Albany County is not unique among localities in enacting residency restrictions for sex offenders. The rise of such local laws throughout New York State was recently noted by Supreme Court:

" sex offender residency restrictions are multiplying throughout New York State, as local legislatures scramble to outmaneuver each other with highly restrictive ordinances designed to banish registered offenders from their communities. Not in my backyard' residency restrictions are spreading unchecked through county town and village ordinance books from Suffolk County to Niagra Falls. More than 80 such laws have recently been enacted in New York'"

(People v Oberlander, Sup Ct, Rockland County, Jan. 22, 2009, Kelly J., indictment No. 02-354, at 2; quoting O'Connor, State Preemption of Local Sex-Offender Residency Laws NYLJ, Nov. 24, 2008; see Hutchins, Colonie May Restrict Where Some Sex Offenders Can Stay, Albany Times Union, Feb. 11, 2009). In fact, enactment of sex offender residency restrictions and challenges to such laws are occurring nationwide (see G.H. v Township of Galloway, 401 N.J. Super. 392 [App. Div. 2008]; Levenson & Hern, Sex Offender Residency Restrictions; Unintended Consequences and Community Re-entry, 9 Justice Res and Pol 59 [2007], available at$FILE/Lev_H ern.pdf [accessed Feb. 12, 2008]).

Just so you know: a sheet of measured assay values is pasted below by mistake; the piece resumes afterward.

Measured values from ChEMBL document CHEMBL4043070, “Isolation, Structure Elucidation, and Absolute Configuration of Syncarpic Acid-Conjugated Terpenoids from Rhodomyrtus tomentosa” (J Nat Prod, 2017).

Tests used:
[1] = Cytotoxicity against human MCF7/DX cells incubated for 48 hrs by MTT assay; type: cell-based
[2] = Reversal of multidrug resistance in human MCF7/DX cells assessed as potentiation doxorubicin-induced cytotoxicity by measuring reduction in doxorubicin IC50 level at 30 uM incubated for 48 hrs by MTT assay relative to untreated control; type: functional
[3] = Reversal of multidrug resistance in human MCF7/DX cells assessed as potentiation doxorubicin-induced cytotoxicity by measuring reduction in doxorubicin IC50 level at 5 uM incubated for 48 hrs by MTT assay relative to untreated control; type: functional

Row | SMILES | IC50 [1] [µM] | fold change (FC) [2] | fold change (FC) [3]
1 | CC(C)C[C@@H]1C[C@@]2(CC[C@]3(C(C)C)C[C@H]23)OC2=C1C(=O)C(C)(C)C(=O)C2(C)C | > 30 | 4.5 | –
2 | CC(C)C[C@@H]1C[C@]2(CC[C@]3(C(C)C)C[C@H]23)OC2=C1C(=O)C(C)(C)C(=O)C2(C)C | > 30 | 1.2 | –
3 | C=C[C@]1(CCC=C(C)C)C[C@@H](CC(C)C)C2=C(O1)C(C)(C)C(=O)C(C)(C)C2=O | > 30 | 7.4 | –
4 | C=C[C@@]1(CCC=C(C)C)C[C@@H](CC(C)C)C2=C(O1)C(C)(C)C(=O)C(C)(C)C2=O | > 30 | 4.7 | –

While the defendant raises multiple constitutional challenges to Local Law No. 8, the Court initially addresses whether this law is preempted by New York State Law. The New York Constitution empowers municipalities to make local laws "not inconsistent with the provisions of this constitution or any general law" (NY Const. Art. 9, § 2 [c] [Home Rule Clause]; see Municipal Home Rule Law § 10; Jancyn Mfg. Corp. v. Suffolk County, 71 NY2d 91, 96 [1987]). However, "[t]he preemption doctrine represents a fundamental limitation on home rule powers" (Albany Area Bldrs. Assn v. Town of Guilderland. 74 NY2d 372, 377 [1989]) and "local police power may not be exercised in an area in which it is preempted by State law" (People v Oberlander, supra at 2; see Jancyn Mfg. Corp. v. Suffolk County, 71 NY2d at 96). "Where the State has demonstrated its intent to preempt an entire field and preclude any further local regulation, local law regulating the same subject matter is considered inconsistent and will not be given effect" (Village of Nyack v. Daytop Vil.,Inc., 78 NY2d 500, 505 [1991]). It is well settled that "[p]reemption applies both in cases of express conflict between local and State law and in cases where the State has evidenced its intent to occupy the field" (Albany Area Bldrs. Assn v. Town of Guilderland., supra at 377; see Consolidated Edison Co. v Town of Red Hook, 60 NY2d 99 [1983]). Indeed, "[i]t is enough that the Legislature has impliedly evinced its desire to [occupy an entire field] and that desire may be inferred from a declaration of State policy by the Legislature or from the legislative enactment of a comprehensive and detailed regulatory scheme in a particular area" (New York State Club Assn, Inc. v. City of New York, 69 NY2d 211, 217 [1987]). The State's intent to occupy an entire field may additionally be implied "from the nature of the subject matter being regulated and the purpose and scope of the State legislative scheme, including the need for State-wide uniformity in a given area" (Albany Area Bldrs. Assn v. Town of Guilderland, supra at 377). Applying these principles to the case at hand, this Court agrees with the recent decision issued by the Supreme Court (see People v Oberlander, supra) that the New York State Legislature has enacted a comprehensive and detailed regulatory scheme regarding the registration and regulation of sex offenders, preempting local legislation on this subject.*fn1